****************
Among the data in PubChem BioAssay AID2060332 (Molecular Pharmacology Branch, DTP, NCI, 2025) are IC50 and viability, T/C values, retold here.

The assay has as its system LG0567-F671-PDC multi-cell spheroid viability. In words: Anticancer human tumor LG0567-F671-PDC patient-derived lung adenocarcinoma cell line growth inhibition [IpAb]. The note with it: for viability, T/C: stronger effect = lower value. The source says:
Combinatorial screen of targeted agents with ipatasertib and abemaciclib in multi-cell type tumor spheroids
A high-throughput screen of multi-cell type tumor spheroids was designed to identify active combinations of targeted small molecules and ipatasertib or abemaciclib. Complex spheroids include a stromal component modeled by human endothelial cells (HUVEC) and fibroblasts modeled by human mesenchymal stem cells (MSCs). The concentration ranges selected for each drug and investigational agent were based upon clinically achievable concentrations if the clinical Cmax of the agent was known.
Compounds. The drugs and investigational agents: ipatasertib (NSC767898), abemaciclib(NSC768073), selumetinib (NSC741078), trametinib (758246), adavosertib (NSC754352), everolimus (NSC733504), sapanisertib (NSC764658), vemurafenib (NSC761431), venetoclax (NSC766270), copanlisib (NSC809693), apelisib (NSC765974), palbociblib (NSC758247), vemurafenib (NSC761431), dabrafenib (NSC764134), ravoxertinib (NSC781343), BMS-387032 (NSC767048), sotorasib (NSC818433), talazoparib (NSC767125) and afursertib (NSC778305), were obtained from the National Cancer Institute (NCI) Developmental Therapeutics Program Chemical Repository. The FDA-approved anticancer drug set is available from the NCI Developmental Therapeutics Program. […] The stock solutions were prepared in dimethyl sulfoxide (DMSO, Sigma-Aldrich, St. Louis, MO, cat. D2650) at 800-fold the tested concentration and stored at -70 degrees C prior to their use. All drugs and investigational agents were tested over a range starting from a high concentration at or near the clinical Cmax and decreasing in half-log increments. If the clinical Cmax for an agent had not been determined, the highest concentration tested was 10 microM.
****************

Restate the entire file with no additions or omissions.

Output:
Among the data in PubChem BioAssay AID2060332 (Molecular Pharmacology Branch, DTP, NCI, 2025) are IC50 and viability, T/C values, retold here.

The assay has as its system LG0567-F671-PDC multi-cell spheroid viability. In words: Anticancer human tumor LG0567-F671-PDC patient-derived lung adenocarcinoma cell line growth inhibition [IpAb]. The note with it: for viability, T/C: stronger effect = lower value. The source says:
Combinatorial screen of targeted agents with ipatasertib and abemaciclib in multi-cell type tumor spheroids
A high-throughput screen of multi-cell type tumor spheroids was designed to identify active combinations of targeted small molecules and ipatasertib or abemaciclib. Complex spheroids include a stromal component modeled by human endothelial cells (HUVEC) and fibroblasts modeled by human mesenchymal stem cells (MSCs). The concentration ranges selected for each drug and investigational agent were based upon clinically achievable concentrations if the clinical Cmax of the agent was known.
Compounds. The drugs and investigational agents: ipatasertib (NSC767898), abemaciclib(NSC768073), selumetinib (NSC741078), trametinib (758246), adavosertib (NSC754352), everolimus (NSC733504), sapanisertib (NSC764658), vemurafenib (NSC761431), venetoclax (NSC766270), copanlisib (NSC809693), apelisib (NSC765974), palbociblib (NSC758247), vemurafenib (NSC761431), dabrafenib (NSC764134), ravoxertinib (NSC781343), BMS-387032 (NSC767048), sotorasib (NSC818433), talazoparib (NSC767125) and afursertib (NSC778305), were obtained from the National Cancer Institute (NCI) Developmental Therapeutics Program Chemical Repository. The FDA-approved anticancer drug set is available from the NCI Developmental Therapeutics Program. […] The stock solutions were prepared in dimethyl sulfoxide (DMSO, Sigma-Aldrich, St. Louis, MO, cat. D2650) at 800-fold the tested concentration and stored at -70 degrees C prior to their use. All drugs and investigational agents were tested over a range starting from a high concentration at or near the clinical Cmax and decreasing in half-log increments. If the clinical Cmax for an agent had not been determined, the highest concentration tested was 10 microM.